Fannie and Freddie Shareholders – The Forgotten, Used and Abused, Silenced Constituency

Statement By Ralph Nader
Friday, November 22, 2013

Since the 2008 bailout of Fannie Mae and Freddie Mac, and the beginning of their conservatorship, the stockholders of these two companies, of which I am one, have been stripped of their basic rights as shareholders.

Prior to the financial crisis, shareholders of these government sponsored enterprises (GSEs) had legal rights to challenge management decisions through the courts and through proxy battles, or by offering shareholder resolutions. On September 7, 2008, when the U.S. Treasury and the Federal Housing Finance Agency (FHFA) established a conservatorship for Fannie Mae and Freddie Mac, common shareholders lost their voting rights, dividends on preferred and common stock were suspended, and annual shareholder meetings were canceled.

The legal mandate of the conservatorship is to “conserve and preserve the assets” of the companies taken into conservatorship and “restore them to safe and sound condition.” But neither goal is being advanced by the FHFA. And FHFA, under Ed DeMarco, has acted as a “closet liquidator” of the GSEs, effectively acting to wind down the companies. This explicitly contradicts the legal mandate of the conservatorship. Fannie and Freddie – and their shareholders – are being treated unfairly.

The federal government – the Treasury, FHFA, and Congress – exploited and ignored the GSEs’ shareholders with zombie stock, and stuck them in financial limbo. The GSEs were required to pay above-market 10 percent dividends on Treasury’s investment, while many of the Wall Street banks that were bailed out with TARP money were required to pay dividends half of that rate. The shareholders of their bailed out banks were preserved and given a chance to recover.

The FHFA ordered the Fannie and Freddie boards and executives to suspend communications with shareholders and abolish annual shareholder meetings. And finally, adding insult to injury, in 2010 the FHFA arbitrarily directed Fannie and Freddie to initiate the delisting of their common and preferred stock from the NYSE. This further degraded shareholder value and chased away many institutional investors.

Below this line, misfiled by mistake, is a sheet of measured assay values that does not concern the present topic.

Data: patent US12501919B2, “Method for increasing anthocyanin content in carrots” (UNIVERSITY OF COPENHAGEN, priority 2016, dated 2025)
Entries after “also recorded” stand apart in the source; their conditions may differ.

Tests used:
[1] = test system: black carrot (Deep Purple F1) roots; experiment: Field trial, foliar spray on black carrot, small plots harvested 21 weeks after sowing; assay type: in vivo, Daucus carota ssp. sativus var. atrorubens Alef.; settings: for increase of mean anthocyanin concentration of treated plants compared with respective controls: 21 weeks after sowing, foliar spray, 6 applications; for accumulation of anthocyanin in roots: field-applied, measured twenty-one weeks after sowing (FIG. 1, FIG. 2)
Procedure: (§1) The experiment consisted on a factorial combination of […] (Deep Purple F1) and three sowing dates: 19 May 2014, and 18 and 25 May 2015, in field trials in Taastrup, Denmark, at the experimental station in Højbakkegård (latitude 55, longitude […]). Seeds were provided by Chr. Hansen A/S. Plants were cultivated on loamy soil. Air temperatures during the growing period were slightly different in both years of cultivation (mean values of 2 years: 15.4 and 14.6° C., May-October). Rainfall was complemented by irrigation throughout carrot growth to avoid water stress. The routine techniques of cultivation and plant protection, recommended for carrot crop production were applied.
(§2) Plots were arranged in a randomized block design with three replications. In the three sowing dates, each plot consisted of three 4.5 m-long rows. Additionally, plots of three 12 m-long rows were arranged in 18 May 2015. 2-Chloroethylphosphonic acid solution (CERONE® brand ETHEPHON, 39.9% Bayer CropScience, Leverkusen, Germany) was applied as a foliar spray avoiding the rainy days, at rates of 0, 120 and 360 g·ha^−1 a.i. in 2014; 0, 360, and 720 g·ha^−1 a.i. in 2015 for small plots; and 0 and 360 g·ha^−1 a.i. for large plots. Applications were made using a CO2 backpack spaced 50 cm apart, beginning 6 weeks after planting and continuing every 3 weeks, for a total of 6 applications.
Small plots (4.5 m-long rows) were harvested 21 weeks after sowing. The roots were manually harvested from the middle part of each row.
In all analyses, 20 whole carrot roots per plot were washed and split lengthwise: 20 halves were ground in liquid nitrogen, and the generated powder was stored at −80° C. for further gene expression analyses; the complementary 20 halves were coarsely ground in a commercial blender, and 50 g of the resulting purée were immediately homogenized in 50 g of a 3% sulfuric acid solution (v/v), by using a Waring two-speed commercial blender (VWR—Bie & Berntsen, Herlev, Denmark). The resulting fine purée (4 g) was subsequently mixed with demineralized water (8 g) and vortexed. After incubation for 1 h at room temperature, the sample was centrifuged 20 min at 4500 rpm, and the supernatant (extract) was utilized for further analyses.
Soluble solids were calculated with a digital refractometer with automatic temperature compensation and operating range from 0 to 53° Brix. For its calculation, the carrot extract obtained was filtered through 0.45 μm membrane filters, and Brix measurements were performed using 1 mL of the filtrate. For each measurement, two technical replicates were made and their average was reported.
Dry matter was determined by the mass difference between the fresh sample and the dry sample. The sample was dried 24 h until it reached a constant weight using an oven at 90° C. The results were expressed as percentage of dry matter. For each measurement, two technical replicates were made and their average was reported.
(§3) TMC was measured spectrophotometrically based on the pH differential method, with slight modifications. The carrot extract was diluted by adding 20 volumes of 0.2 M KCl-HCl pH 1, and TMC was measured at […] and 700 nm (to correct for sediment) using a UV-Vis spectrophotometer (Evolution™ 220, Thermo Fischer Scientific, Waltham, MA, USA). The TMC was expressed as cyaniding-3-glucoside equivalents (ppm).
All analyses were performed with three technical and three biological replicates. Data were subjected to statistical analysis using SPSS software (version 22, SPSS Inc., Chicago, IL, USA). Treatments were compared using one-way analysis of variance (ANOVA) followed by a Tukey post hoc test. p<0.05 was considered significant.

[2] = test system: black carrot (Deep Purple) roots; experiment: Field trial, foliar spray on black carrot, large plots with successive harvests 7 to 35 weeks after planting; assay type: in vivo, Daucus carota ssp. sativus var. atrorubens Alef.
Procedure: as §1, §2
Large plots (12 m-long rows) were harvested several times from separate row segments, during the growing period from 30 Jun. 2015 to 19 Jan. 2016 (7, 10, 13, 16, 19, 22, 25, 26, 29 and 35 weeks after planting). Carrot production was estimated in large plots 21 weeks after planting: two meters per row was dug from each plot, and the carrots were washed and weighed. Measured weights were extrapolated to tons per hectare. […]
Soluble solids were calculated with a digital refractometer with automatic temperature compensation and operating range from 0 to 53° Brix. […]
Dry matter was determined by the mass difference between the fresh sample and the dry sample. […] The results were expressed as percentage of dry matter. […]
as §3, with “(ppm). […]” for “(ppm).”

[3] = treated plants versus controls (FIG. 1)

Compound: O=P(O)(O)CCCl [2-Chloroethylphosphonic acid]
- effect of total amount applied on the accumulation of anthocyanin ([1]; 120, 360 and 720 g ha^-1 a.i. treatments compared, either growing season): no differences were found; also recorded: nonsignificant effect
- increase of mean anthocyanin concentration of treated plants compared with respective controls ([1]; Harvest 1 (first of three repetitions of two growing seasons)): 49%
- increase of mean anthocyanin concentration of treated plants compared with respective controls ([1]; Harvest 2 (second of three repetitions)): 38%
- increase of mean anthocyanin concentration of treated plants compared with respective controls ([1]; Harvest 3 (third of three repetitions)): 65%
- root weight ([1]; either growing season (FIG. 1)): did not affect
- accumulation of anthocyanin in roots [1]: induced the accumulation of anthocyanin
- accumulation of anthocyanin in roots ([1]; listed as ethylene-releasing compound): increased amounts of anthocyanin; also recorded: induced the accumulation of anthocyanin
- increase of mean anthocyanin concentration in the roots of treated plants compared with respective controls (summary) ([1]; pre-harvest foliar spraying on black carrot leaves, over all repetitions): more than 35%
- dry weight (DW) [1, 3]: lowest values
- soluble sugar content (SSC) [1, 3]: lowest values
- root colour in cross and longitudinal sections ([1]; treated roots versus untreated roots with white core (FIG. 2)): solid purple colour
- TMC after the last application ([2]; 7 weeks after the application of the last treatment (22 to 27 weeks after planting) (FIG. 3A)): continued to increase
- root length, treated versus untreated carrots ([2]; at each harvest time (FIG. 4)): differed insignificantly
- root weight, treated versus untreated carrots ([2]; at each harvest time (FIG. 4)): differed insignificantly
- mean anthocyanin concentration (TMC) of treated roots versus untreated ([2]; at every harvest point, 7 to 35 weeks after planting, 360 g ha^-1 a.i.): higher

In 2012, as Fannie Mae and Freddie Mac were returning to profitability despite financial and operating restrictions on their activities, the U.S. Treasury changed the terms of its investment in the GSEs to its own benefit. The Treasury replaced the already well-above-market 10 percent dividends that the GSEs were paying to a “sweep” of all of the profits of the companies.

In times when the GSEs were facing mounting losses, the 10 percent dividends were burdening the GSEs with debt, forcing them to borrow from Treasury in order to turn around and pay that borrowed money right back to Treasury, thus compounding their debt and inflating future dividend payments. However, now that the GSEs have returned to profitability, this arrangement has the potential to do great harm. The GSEs are now sending nearly all of their earnings to Treasury, can’t rebuild their capital, and their shareholders remain in a limbo where they are neither eliminated nor given an opportunity to recover. If the enterprises were doing well enough to pay the government a 10 % return on the senior preferred stock, why couldn’t they also pay dividends on the common stock and junior preferred stock?

Regardless of the outcome of deliberations on the structure of the GSEs, Fannie and Freddie shareholders deserve a chance to recover some of the value of their stock. The federal government provided funds to help stabilize AIG and Citigroup, both of whom had investors who were allowed to benefit from the recovery of these companies. It should be no different when it comes to the GSEs’ shareholders, who, in addition, are useful to the U.S. Treasury.

Under the conservatorship, the government received warrants to buy up to 79.9 % of GSE common stock for $0.00001 per share. To avoid putting the liabilities of the two GSEs on the government’s books, the government’s share had to remain just under 80 %. The shareholders, with zombie stock and no rights or remedies, were usefully left to own the other 20 %.

Neither piece of legislation introduced in Congress – the PATH Act (H.R. 2767) in the House, nor the Corker-Warner bill (S. 1217) in the Senate – adequately addresses how to deal with Fannie Mae and Freddie Mac shareholders moving forward. Any serious reform needs to give the GSE shareholders an opportunity to share in the recovery of value that is likely for Fannie and Freddie.

In hearings at the House and the Senate on the future of Fannie Mae and Freddie Mac, many stakeholders and individuals interested in the housing sector have been invited to share their views. Those left without a seat at the table are the shareholders, who were told for years that their investment was the safest one after U.S. Treasury bonds.